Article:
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Home > Interpreter Magazine > Archives > Archives Web Exclusives > Childrens Sabbath includes prayer, service and advocacy

An origami boat calls attention to the needs of children during the 2007 observance of Childrens Sabbath. Photo courtesy of Marian Whetstone.

Childrens Sabbath
includes prayer,
service and advocacy    

By Deborah White

Colorful origami boats decorated the sanctuaries of two neighboring churches on the New Jersey shore during Childrens Sabbath in 2007.

The boats represented children who need
a safe harbor, said Marian Whetstone, a
leader of the joint United Methodist Women's group for First United Methodist Church of Beach Haven Terrace and Kynett United Methodist Church.

During the childrens sermons, she folded an origami boat as she talked about the nine million children in the United States who lack health insurance.    

Each child received a boat to take home as a reminder to pray for children in need. The boats not only attracted the attention of children, but they also motivated adults to advocate for childrens health insurance.

"We have written hundreds of letters to our elected officials concerning health care," Whetstone said. "I am delighted to say that in July of this year our state expanded its FamilyCare program and established mandates for health care coverage for all children."

Participating in a national observance of Childrens Sabbath is spiritually powerful, she said. "It underscores the magnitude of the problem. It also helps us connect in prayer with other people who recognize the problem and are also trying to solve it."
Childrens Sabbath, sponsored by the nonprofit Childrens Defense Fund, is an interfaith event that seeks to inspire congregations to help children through prayer, service and advocacy. The United Methodist Church and more than 200 other denominations and religious organizations support it.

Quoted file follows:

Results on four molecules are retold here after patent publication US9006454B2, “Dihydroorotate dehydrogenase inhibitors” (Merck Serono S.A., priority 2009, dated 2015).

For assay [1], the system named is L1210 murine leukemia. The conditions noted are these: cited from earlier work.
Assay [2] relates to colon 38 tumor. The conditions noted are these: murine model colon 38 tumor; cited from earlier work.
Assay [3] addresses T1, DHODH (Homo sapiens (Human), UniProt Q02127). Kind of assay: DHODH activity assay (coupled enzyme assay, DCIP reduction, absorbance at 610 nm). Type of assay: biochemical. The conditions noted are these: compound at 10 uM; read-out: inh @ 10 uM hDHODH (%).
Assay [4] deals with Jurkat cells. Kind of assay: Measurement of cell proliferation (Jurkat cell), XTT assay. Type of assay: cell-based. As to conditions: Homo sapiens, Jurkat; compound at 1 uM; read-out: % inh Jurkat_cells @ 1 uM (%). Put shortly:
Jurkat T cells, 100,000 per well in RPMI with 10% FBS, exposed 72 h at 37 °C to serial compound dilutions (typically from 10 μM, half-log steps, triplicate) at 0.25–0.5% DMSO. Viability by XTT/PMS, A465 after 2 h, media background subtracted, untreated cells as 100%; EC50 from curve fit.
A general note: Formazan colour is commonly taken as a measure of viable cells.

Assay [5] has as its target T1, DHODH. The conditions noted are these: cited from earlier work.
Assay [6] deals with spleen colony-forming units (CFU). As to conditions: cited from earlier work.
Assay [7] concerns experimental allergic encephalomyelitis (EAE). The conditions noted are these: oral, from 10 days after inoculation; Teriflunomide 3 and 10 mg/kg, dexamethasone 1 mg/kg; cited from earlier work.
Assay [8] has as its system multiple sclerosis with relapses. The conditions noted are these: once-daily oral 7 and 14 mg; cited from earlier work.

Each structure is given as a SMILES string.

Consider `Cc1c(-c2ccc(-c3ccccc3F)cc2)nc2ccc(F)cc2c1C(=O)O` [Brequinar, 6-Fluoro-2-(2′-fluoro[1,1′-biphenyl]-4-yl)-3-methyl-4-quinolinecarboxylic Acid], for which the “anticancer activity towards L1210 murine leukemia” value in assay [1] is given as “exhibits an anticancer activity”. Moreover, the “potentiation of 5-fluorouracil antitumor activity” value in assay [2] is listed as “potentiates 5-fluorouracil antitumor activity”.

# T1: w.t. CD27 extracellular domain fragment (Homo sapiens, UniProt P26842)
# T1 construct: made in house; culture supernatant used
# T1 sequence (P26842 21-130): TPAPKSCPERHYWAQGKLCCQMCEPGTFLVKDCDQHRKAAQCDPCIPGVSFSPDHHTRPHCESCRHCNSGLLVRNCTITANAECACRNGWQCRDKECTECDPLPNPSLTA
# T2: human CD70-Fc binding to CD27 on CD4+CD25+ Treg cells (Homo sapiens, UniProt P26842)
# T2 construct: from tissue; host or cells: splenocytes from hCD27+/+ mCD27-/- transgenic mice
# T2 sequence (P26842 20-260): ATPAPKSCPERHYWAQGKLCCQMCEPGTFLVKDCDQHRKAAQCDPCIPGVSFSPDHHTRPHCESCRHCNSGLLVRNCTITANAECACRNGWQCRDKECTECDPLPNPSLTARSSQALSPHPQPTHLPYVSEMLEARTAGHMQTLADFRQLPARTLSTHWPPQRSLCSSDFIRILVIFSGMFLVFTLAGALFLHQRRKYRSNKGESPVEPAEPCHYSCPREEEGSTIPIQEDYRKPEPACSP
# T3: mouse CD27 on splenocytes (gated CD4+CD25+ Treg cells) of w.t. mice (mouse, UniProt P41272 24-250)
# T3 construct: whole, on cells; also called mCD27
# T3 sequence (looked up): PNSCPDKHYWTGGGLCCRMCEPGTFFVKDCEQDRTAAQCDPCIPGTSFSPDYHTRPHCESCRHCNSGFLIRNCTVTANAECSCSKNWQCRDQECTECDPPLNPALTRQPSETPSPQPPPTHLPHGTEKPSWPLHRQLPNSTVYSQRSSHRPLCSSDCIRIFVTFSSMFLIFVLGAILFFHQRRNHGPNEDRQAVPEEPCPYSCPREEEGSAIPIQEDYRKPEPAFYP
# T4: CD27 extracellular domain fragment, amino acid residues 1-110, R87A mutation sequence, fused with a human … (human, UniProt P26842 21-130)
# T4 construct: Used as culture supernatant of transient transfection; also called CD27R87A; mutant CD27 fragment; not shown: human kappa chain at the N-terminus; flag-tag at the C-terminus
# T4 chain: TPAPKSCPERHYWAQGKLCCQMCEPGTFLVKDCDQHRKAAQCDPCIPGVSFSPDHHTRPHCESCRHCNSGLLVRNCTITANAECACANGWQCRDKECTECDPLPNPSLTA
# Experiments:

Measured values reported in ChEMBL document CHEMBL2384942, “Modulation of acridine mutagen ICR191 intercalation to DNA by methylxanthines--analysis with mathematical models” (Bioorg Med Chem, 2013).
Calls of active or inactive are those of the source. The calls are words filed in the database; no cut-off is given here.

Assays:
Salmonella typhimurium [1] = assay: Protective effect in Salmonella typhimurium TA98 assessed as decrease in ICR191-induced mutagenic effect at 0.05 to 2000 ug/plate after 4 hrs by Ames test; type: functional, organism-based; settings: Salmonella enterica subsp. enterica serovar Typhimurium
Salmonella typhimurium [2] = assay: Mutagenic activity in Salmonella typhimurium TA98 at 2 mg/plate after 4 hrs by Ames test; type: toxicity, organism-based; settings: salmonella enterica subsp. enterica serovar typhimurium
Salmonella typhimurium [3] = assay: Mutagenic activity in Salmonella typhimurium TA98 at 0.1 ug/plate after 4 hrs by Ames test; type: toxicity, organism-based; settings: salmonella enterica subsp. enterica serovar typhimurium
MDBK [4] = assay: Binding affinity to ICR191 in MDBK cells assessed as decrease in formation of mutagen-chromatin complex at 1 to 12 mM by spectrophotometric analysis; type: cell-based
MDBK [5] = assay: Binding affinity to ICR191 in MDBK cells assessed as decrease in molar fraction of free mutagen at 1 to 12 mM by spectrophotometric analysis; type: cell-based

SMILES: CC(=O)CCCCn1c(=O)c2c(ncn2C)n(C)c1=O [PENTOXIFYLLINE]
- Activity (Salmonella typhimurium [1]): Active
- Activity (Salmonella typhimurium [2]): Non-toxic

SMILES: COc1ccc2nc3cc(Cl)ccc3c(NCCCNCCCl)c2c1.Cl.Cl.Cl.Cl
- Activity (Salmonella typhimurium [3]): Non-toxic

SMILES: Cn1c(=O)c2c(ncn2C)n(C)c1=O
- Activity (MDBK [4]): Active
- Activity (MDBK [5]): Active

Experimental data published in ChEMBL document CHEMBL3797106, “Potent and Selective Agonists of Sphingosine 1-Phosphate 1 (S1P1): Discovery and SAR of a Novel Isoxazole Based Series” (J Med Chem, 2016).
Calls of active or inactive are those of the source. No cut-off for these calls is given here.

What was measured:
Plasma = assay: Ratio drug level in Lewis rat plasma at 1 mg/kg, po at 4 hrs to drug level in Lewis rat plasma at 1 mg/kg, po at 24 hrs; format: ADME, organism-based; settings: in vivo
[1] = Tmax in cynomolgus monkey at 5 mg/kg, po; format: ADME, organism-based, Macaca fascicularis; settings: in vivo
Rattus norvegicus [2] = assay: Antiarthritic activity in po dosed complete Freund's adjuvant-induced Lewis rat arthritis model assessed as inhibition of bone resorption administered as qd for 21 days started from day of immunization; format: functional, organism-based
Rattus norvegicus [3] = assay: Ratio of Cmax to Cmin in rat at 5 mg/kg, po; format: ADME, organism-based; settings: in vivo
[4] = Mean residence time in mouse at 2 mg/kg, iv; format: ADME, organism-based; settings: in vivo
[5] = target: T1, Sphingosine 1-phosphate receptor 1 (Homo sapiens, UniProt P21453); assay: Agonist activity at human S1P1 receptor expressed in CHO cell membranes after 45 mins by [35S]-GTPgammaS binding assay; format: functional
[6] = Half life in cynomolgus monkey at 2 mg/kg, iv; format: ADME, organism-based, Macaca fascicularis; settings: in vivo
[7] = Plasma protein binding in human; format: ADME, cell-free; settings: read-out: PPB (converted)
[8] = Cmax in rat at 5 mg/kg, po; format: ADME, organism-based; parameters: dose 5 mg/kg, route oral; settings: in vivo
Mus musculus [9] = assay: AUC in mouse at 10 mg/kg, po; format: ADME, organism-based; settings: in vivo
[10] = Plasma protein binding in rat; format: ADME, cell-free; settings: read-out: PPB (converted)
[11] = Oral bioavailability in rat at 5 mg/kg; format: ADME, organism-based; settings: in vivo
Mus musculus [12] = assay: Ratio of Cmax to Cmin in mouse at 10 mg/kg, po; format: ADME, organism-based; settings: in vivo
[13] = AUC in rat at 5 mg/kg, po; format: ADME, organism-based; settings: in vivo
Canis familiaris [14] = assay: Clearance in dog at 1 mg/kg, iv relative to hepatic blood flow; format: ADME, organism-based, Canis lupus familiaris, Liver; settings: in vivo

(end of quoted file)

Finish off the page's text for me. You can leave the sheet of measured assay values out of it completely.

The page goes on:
The United Methodist Church observes Childrens Sabbath during the second weekend in October, which is Oct.10-12 in 2008. The interfaith observance of Childrens Sabbath is the third weekend in October.

"Children's Sabbath gives churches a chance to look at the real needs of children in the pews and outside the walls and it invites advocacy on their behalf," says Julie Taylor, executive secretary of Children, Youth and Family Advocacy in the Women's Division. "It helps us welcome the child while simultaneously calling us to act to care for all God's children."

The United Methodist Church is the top celebrant of Childrens Sabbath, said Matt Rosen, deputy director of religious action at the Childrens Defense Fund. Thousands of congregations are involved.

"Childrens Sabbath is a great entryway for congregations to strengthen their childrens ministries, particularly in advocacy," Rosen said. "We need to meet the needs of children at this moment. Also there are institutional barriers that keep children in need, and we need to address these."

Young dancers help celebrate Childrens Sabbath at Wesley United Methodist Church in Lexington, Ky. Photo courtesy of Rev. Chrysanthia Carr-Seals.
At its first Childrens Sabbath celebration in 2007, Wesley United Methodist Church in Lexington, Ky., focused on childrens health in several ways, said the Rev. Chrysanthia Carr-Seals, who served as youth pastor. Church members created health bags for children, distributed them to low-income families in the community and provided information about how they could enroll children in Medicaid.

On the Saturday of Childrens Sabbath, the church invited legislators to the church to pray for uninsured children in Kentucky. Two worship services on Sunday focused on childrens health care needs.

This year, Carr-Seals serves in the Lexington District office as the African-American Children's Coordinator. "I will be directing another Children's Sabbath observance that will include a number of churches in the Lexington District this year," she said. 
At Memorial United Methodist Church in Summerville, W.V., the Rev. James Malick introduced Childrens Sabbath to the church several years ago. In 2007, he focused his sermon on children's health. Church members worked closely with area health organizations to sign children up for health insurance. Like the churches in New Jersey, Memorial Church used ideas developed by the Childrens Defense Fund, decorating the sanctuary with about 150 origami boats.

Each year the Childrens Defense Fund produces a low-cost manual with resources for Childrens Sabbath observances.  The title of the 2008 manual is When Will We Hear Dr. Martin Luther King Jr.'s Call to End Poverty in America? It provides worship materials, bulletin inserts, and ideas for service and advocacy.

The Childrens Defense Fund Web site offers free promotional resources, which can be downloaded from the Web site at

- Deborah White is associate editor of Interpreter and Interpreter OnLine.

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